Book Review: ICR Guide To Creation
ICR Guide To Creation Contributors: Henry Morris III, D. Min.; John Morris, PhD; James Johnson, J.D, ThD; Jason Lisle, PhD; Nathanial Jeason, PhD; Randy Guliuzza, P.E, M.D; Jeffrey Tomkins, PhD; Leo Herbert III, PhD; Frank Sherwin, M.A; Brian Thomas, M.S; Susan Windsor, Jayme Durant
This book is part of a series being released from the Institute for Creation Research in response (or as an alternative) to DK's evolution-based "Eyewitness" books.
The book starts out with the question: "Why study creation?" As it says: "knowing where we came from is extremely important. If mankind is just the end result of mindless natural processes...then our lives mean nothing and everything we do is ultimately pointless. But if God made mankind in His own image to serve a purpose, then each of our lives is packed with meaning." Then, it lays down the ground rules for studying history, saying that the most reliable way to learn about the past is through the account of an eyewitness. Since the Bible is the eyewitness testimony of God Himself, it must be reliable indeed.
This volume is a detailed look at many aspects of young-earth creationist thought presented in a way that is understandable and appealing to all ages. After laying the groundwork (explaining the Biblical framework of creationists etc.) the book goes on to cover the following and more (insert deep breath here): the flood, the fossil record, plate tectonics, the ice age, dating methods, the big bang, distant starlight, dinosaurs, evolution, and what makes humans unique and special.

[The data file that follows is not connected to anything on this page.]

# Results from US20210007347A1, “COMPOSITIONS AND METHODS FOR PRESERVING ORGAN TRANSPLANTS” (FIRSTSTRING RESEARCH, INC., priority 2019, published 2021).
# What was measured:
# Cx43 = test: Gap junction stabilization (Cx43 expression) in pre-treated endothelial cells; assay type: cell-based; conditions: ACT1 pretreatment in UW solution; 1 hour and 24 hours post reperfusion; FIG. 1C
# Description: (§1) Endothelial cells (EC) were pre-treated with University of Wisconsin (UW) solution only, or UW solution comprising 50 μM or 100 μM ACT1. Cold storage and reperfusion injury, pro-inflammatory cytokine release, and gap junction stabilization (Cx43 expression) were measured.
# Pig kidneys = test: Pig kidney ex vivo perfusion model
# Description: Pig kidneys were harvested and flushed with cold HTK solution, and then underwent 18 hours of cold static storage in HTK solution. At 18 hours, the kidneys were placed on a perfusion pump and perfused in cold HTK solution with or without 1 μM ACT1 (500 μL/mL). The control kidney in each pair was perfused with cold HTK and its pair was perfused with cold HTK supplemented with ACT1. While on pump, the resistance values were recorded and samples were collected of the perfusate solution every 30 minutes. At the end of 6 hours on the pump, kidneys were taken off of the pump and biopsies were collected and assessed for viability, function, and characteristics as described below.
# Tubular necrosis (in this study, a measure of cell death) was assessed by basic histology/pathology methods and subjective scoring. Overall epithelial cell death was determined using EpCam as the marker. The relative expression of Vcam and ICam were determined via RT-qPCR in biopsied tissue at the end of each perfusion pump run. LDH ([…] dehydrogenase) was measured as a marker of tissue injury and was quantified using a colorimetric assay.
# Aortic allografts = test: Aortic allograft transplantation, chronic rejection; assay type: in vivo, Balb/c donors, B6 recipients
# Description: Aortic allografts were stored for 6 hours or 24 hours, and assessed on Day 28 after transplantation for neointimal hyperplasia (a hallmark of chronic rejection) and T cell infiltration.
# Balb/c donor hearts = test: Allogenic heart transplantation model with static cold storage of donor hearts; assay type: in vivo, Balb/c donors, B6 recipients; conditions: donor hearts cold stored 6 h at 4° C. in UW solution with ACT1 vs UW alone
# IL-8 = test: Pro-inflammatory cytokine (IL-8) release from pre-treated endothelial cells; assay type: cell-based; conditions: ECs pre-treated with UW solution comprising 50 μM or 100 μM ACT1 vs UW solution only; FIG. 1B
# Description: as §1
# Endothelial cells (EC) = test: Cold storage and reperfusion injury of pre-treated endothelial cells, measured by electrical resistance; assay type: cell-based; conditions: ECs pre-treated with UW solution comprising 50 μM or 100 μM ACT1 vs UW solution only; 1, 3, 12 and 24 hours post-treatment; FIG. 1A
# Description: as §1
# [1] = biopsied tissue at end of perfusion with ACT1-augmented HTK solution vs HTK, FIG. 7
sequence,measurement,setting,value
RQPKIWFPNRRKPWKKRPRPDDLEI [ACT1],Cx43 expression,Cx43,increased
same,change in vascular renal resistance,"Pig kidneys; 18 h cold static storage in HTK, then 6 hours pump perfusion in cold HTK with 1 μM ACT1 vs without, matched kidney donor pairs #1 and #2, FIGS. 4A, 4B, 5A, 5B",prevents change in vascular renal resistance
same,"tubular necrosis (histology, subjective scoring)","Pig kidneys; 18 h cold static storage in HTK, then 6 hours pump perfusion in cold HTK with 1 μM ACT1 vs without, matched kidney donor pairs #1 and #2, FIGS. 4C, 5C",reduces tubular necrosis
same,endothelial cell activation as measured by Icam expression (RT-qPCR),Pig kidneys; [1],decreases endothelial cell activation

ICR's Guide To Creation contrasts sharply with the DK "Eyewitness" book about Evolution (there is some irony there, as no one has ever been an eyewitness of macro-evolution, although the DK book tries by giving examples of micro-evolution). The DK book also presents the Miller-Urey experiment as proof that life spontaneously generated (this claim is debunked in the ICR book, and it is not hard to see that evidence for a naturalistic origin of life is lacking). The ICR book ends with explaining how humans are unique and special in God's creation, totally different from the DK book, the implications of which are that humans are simply another animal (an evolved ape). Both books encourage environmental conservation, but (interestingly) for different reasons.
Considering the excellence of the book's formatting and design, its interesting and well organized content, and it's appeal to people of all ages, I would rate this volume at 5 stars.
Jonathan Schulz, 2018
Have you read the book? What did you think of it?
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The use of the image of this book is utilized for purely critical purposes and should not be considered a challenge to it's copyright status. Image taken by Jonathan Schulz.